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of a handful of historians of economics who warmly welcomed Kuhns book in the 1960s and early 1970s, as providing an original and illuminating standpoint from which to survey and interpret the entire history of the subject. That history was already becoming swamped by conventional piecemeal studies of great (and sometimes not so great) economists and other thinkers, books, ideas, doctrinal schools, and economic policy episodes. Against this background, Kuhns grand design had obvious attractions. There was, of course, a healthy skepticism toward ambitious general theories of history. But Kuhn offered suggestive new hypotheses within a stimulating developmental framework that was too exible to become a restrictive straitjacket, yet substantial enough to seem applicable to the evolution of economic ideas and the eventual emergence of economics as an academic discipline. Admittedly Kuhn had maintained that his historico-philosophical theory was designed to account for developmental patterns in the natural sciences only, and, within that group of disciplines, only (or mainly) physics and chemistry. Yet hadnt many econo mists claimed that their subject was the most scientic of the social sciences? Moreover, soon after SSR appeared, any urge to scholarly self-restraint disappeared as specialists from a remarkable range of academic eldssome, like art history, far removed from the natural sciencesjumped on the bandwagon, declaring their commitment to Kuhnication and displaying clear symptoms of the virus paradigmitis (these are Fullers semi-mocking terms). Much of the earlier part of Fullers book is designed to explain how and why this enthusiasm became so widespread. When the century ended, almost a million copies of SSR had been sold, and it remains one of the most highly cited works in the humanities and the social sciences, and certainly one of the few major works in these elds that have been received sympathetically by natural scientists (1). Like his rst book, The Copernican Revolution: Planetary Astronomy in the Development of Western Thought (1957), SSR was written while Kuhn was teaching (for fteen years) in Harvards General Education in Science curriculum, which helps to explain the ambitious subtitle of the earlier volume. The curriculum was devoted to education, not original research. . . . That Kuhns preparation for writing Structure was more the classroom than the archives, is revealed by its nonthreatening prose style, which contains relatively little technical language, and, for that matter relatively few footnotes to other authors, no matter how much they may have inuenced him (31). Specialist readers of SSR frequently commented that the book is quite thin on matters in their own eld of expertise, but truly enlightening in some other eld, one in which they have long had an interest, but could not locate a suitable point of scholarly intersection. It might be said that Structure has a philosophers sense of sociology, a historians sense of philosophy, and a sociologists sense of history (32). Fuller therefore calls SSR a servant narrative (emphasis in original), for it garnered many grateful users but few devoted followers (31, 32). Unhappily for Kuhn, he was denied tenure at Harvard in 1955, after unusually lengthy deliberations. Two years earlier, his most inuential backer and mentor, J. B. Conant, formerly president of the university, atom bomb administrator, and chief


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architect of the General Education in Science program, had left to become United States high commissioner for Germany, thereby weakening Kuhns prospects. When the universitys General Education Committee came to examine Kuhns case, The Copernican Revolution was deemed a work of popularization, useful for teaching but not an original piece of research, although it clearly contributed to the aims of the science program. Indeed Fuller argues that Kuhns next book, SSR, accomplished much of what the Committee had wanted (384). Fuller characterizes SSR as an exemplary document of the Cold War era (5), for it directly reected the contemporary intellectual and political climate of opinion, and the rival conceptions of the political, social, and academic roles of the sciences and the humanities. Kuhn had been anointed by Conant to provide a philosophical defence of the Big Science initiatives that increasingly characterized American research in the Cold War era (391). Yet both of Kuhns books were at a disadvantage when viewed in relation to the contemporary general shift in leading American universities away from teaching toward research, and away from the humanities and social sciences toward the natural sciences. Kuhns training as a physicist qualied him to teach in the General Education in Science program, which some of its supporters believed might displace Western Civilization as an educational inuence. However, Kuhn himself turned away from theoretical physics after becoming profoundly disaffected by the routine and destructive uses to which science was put in World War II (388). Indeed he eventually distanced his concerns from those of the historians and sociologists of science who had derived inspiration from his work (388). Fullers Kuhn embraces a remarkable range of issues and topics in addition to science: philosophy (including epistemology), history, historiography, politics, theology, literary studies, education, and the sociology of science (including science and technology studies), among others. SSR was published as the nal volume of the International Encyclopedia of Unied Science written and sponsored by members of the Vienna Circle and published by the University of Chicago Press. Yet SSR does not appear to have been heavily inuenced by the Vienna Circles ideas or by the logical-positivist movement generally that appeared elsewhere in the Encyclopedia. The elements of Kuhns main argumentthe fundamental contrast between normal and revolutionary science, the central role assigned to paradigms, and the problems of incommensurabilityare no doubt familiar to readers of HOPE. Of more direct interest are Fullers many references and comments on economic matters, including economic conditions (e.g., the Great Depression) as well as economic ideas. Economic uctuations, and the relationship between Marxist and capitalist economic ideas and systems, gure prominently. Many economists are mentioned or discussed in the text, well beyond the predictable bows to Smith, Mill, Marshall, Schumpeter, Hayek, and Keynesfor example List, Veblen, Pareto, Simons, Pigou, and Kaldor. (Some of these names do not appear in the index, which is also decient in other respects.) Fullers overall judgment that the impact of The Structure of Scientic Revolutions has been largely, though not entirely, for the worse (xvi) may seem mild, but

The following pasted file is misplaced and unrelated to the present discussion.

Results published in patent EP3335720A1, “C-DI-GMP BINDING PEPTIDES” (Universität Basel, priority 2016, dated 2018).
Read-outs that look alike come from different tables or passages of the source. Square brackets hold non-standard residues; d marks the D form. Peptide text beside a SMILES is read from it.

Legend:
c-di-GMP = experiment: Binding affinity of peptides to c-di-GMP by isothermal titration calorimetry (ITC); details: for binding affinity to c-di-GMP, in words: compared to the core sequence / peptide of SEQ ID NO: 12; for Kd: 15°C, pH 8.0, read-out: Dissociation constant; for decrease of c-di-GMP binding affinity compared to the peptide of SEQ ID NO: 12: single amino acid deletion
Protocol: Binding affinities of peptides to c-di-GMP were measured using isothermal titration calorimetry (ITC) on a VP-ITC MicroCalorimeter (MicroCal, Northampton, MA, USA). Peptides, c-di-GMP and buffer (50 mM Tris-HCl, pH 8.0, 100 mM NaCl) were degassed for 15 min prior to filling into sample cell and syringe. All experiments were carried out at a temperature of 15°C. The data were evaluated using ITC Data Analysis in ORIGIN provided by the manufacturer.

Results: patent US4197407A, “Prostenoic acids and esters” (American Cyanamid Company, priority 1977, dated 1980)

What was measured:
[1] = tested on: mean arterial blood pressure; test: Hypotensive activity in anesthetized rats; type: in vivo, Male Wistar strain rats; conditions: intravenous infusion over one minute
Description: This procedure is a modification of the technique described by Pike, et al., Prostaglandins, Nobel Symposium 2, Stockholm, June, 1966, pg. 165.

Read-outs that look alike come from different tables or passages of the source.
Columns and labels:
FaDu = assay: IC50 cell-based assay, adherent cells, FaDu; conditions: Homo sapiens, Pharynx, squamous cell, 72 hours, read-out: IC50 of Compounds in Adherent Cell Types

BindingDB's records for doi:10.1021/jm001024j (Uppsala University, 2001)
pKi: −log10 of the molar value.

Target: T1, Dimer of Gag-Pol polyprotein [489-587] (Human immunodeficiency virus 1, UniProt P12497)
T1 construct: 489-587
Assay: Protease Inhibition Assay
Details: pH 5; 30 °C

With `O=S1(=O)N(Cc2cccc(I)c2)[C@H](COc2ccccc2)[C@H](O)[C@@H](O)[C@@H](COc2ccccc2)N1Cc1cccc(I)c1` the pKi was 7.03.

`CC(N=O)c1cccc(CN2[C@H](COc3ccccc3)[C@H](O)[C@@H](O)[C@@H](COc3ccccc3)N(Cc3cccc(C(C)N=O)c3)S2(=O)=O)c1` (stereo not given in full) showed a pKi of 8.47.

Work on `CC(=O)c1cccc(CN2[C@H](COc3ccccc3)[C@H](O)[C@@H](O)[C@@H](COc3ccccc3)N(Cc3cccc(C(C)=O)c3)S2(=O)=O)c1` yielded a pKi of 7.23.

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many of his particular judgments, especially taken in combination, are much harsher. We are told that Kuhns history was incoherent (210), displaying an utter lack of historical self-consciousness (31); he adopted a policy of strategic vagueness (74); his outlook was conservative, perhaps even authoritarian (74); he had an overriding concern for consensus formation in science (407), repudiating all radical interpretations of SSR; and he adopted an acritical stance in his writing. Consequently Fuller terms him a culturopath, because he lacked reexive engagement with what he said and did (398). SSR was historically truncated, for Kuhns case studies in chemistry stopped after the mid-nineteenth century, in physics after 1920, and were completely lacking in other disciplines and periods (73), as though science had come to a halt under the inuence of paradigms. According to Fuller, Paradigms should be seen, not as the ideal form of scientic inquiry, but rather an arrested social movement in which the natural spread of knowledge is captured by a community that gains relative advantage by forcing other communities to rely on its expertise to get what they want (37). He sees this as part of the long process of secularization, stressing the political aspects of the process. In philosophical terms, a mode of inquiry undergoing Kuhnication can be described as on epistemic cruise control. Specically, the Kuhnied eld loses any sense of historical reexivity, a precondition to effective political engagement: that is, a sense of where one has come from and where one should be going (354). The denigrating tone in Fullers assessment of Kuhns work is strengthened by his references to Kuhnication, Kuhnspeak, the Great Kuhnian Scramble, and paradigmitis, even the curse of Kuhn (13, 15 n; also 318, 361). This impression is reinforced by Fullers opening comparison between Kuhn and the reception of his work with Peter Sellerss character Chance, in the brilliant lm Being There, which may be seen as a paradigm for understanding the reception of Kuhns Structure (xii). Like Chance, at every opportunity Kuhn disavowed all of the more exciting and radical theses imputed to him by friends and foes alike. . . . It is doubtful that there has ever been another academic who has met the greatness thrust upon him with such ingratitude (xiixiii). Fullers book is too rich, broad-ranging, and judgmental to be fully analyzed and fairly evaluated in a review of moderate compass. (It has innumerable long footnotes, in small print, which reveal the extent and subtlety of the authors thinking.) Indeed, one over-enthusiastic reviewer has termed it an introductory intellectual history of the most important trends in Western social thought in the entire second half of the 20th century (William R. Everdell, Washington Times). In more appropriate academic terms, it is an important contribution of direct interest to economic methodologists, and open-minded economists generally. A. W. Bob Coats, University of Nottingham